BostonBruins.com - Bruce Cassidy has noticed a difference in Jack Studnicka.
The 21-year-old has always been able to dazzle with his speed and skill, a combination that has clearly been the driving force behind an accelerated rise into the Bruins' top six.
But there is one particular trait that has stood out above the rest of late, one that has progressed dramatically even since the Ontario native arrived for training camp back in the fall.
"Jack seems much more confident with the puck than maybe in training camp in September and October," said Cassidy.
Confidence, of course, is the key to any hockey player's development, especially when suiting up alongside some of the game's greats. And it's that personal growth that Studnicka, like his coach, believes has helped to put him in position to potentially take hold of a spot in Boston's postseason lineup.
"Definitely feel the most comfortable I have throughout training camps, Black Aces, stuff like that," said the natural centerman, who has shifted to right wing to skate alongside David Krejci and Jake DeBrusk for a large chunk of the last two weeks.
"Every single time we're able to join the team in a situation like this, I think I get more comfortable, getting to know the guys, being around them pretty much, in a situation like this, 24/7. Definitely every day gets easier.
"But in terms of comfortability, 100 percent comfortable now in comparison to past times where I would have been nervous or almost a little starstruck to share the ice with some of these guys. I think I've matured in terms of being comfortable."
Studnicka has had his fair share of National Hockey League experience in recent months, between his stint as a Black Ace during Boston's run to the Stanley Cup Final last season, a lengthy stay at last fall's training camp, and a two-game cameo with the big club - including his NHL debut in Montreal - back in November. But the opportunity in front of the P-Bruins' leading scorer now is unlike any he's had in his brief professional career.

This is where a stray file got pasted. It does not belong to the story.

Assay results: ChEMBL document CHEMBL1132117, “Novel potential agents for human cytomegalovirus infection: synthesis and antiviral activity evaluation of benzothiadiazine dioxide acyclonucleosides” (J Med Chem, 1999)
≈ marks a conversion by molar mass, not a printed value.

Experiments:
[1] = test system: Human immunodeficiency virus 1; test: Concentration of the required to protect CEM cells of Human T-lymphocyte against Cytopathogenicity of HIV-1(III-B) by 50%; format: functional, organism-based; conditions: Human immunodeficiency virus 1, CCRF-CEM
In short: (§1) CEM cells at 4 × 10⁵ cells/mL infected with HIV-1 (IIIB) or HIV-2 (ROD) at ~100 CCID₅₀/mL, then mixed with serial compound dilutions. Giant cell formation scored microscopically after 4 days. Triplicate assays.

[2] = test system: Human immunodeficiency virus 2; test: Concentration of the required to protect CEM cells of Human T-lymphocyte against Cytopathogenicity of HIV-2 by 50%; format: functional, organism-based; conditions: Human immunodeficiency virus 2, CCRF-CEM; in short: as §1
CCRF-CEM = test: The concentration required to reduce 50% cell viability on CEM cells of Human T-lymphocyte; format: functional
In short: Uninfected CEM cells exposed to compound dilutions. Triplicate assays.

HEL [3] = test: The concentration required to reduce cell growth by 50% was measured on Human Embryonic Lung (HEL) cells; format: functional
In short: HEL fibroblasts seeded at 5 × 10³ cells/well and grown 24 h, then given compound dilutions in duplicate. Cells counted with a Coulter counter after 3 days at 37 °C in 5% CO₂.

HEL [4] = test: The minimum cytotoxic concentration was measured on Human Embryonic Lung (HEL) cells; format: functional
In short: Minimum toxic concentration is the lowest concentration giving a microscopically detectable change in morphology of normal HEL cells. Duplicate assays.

"Just trying to show up, being a younger guy, and provide some energy," said Studnicka, who paced Providence with 23 goals and 49 points and was named to the AHL's All-Rookie Team during his first full professional campaign. "Worst case, push other guys that are ahead of us in the lineup to do better. Trying to be confident and show that I can help contribute to winning."
Video: Studnicka and Bjork talk to media on Tuesday morning
The 2017 second-round pick and Anders Bjork have been the beneficiaries of a depleted right side, seeing extended time in the top six during training camp thanks to the absences of wingers David Pastrnak and Ondrej Kase.
"It's really exciting," said Bjork, who subbed in for Pastrnak alongside Patrice Bergeron and Brad Marchand for the majority of camp, as he did briefly during his rookie season in 2017-18. "Neither of us have played NHL playoff games. We're both excited and probably have the same mentality of trying to bring energy into the room…I think that's where our heads are at. We're both fighting to do the best we can for the team."
Pastrnak has since returned to Boston's top line, though Kase remains in Boston, while fellow trade deadline acquisition Nick Ritchie has now missed five consecutive practices. With the Bruins just two days away from their lone exhibition game against Columbus and five days from their opening round-robin contest against Philadelphia, Cassidy has some holes to fill and it doesn't appear that he's afraid to give the kids a shot.